Archive for January, 1997

d: Everything Higgledy-Piggledy (Reader Comments)

Dominus, who can usually be counted upon to provide a comment, wrote: Higgledy-Piggledy isn't his favorite— too many syllables, not enough length. Mark-Jason Dominus can't do them anyway; metric analysis isn't his strength. —Mark-Jason Dominus Ranjit Bhatnagar wrote to say: "I once tried to combine the venerable Higgledy-Piggledy form with the equally well-respected Ten-Word Story, […]

d: Everything Higgledy-Piggledy

I've long had a fondness for certain poetic forms oft-derided as doggerel. One of my favorite such forms is the Double Dactyl, also known as the Higgledy Piggledy. A dactyl is a poetic foot which consists of a stressed syllable followed by two unstressed syllables. Words like "turpitude," "menopause," and "aspirin" are dactylic—their stress pattern […]

c: The Elusive Stormy Petrel

A stormy petrel, also known as a storm petrel, is an Atlantic seabird (also found in the Mediterranean). The term "stormy petrel" in general usage has come to refer to a harbinger of trouble; perhaps people believed that the bird was seen just before a storm. Sometime in the late '80s, Elliott Moreton came up […]

b: I’ve Jibe and Joke

My father used to tell me that between them, he and his father knew everything. "All right," I finally challenged him, "what's the meaning of life?" He replied, "That's one of the things my father knows." While driving somewhere with his parents, my father once boasted that he could tell a joke on any subject […]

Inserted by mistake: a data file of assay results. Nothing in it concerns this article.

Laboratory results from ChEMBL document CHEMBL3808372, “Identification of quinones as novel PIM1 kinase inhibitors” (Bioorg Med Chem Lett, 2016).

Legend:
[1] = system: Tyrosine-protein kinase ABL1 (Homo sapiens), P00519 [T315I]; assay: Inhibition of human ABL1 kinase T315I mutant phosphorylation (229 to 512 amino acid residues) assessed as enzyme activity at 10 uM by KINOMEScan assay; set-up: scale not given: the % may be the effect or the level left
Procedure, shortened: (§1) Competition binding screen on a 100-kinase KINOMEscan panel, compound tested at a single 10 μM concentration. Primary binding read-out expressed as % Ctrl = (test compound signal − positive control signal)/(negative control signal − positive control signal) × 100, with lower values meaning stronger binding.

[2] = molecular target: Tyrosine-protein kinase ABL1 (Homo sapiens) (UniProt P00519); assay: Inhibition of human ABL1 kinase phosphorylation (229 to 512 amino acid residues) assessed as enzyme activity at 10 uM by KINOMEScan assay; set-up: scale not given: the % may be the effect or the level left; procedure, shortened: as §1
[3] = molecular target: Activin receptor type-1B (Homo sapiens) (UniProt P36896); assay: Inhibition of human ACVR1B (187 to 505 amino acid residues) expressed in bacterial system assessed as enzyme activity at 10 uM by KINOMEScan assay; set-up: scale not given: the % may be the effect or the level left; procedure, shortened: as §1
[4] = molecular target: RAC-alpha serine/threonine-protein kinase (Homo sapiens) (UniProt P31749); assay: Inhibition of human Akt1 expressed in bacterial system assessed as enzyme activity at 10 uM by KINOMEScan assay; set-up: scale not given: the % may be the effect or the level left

a: Dogwood (Reader Comments)

Kendra Eshleman mentioned some nifty ladyplant names I'd never seen before: lady's smock, lady's thumb, and lady's ear drop. She added: I learned an interesting facty today from my Pro Scientia calendar: the Greeks knew of a certain plant, the rheon, which (in their experience) mostly grew in foreign countries, so they called it rheon […]

a: Dogwood

"Dogwood," I said, and then, "cowslip." There were four of us in the car; we were on the way to pick ollaliberries, kind of a silly word, and I was thinking about names of plants. "Catnip," said Sarah, picking up the theme without having to have it explained. Arthur mentioned "lambsquarters"; Ananda tossed in "foxglove." […]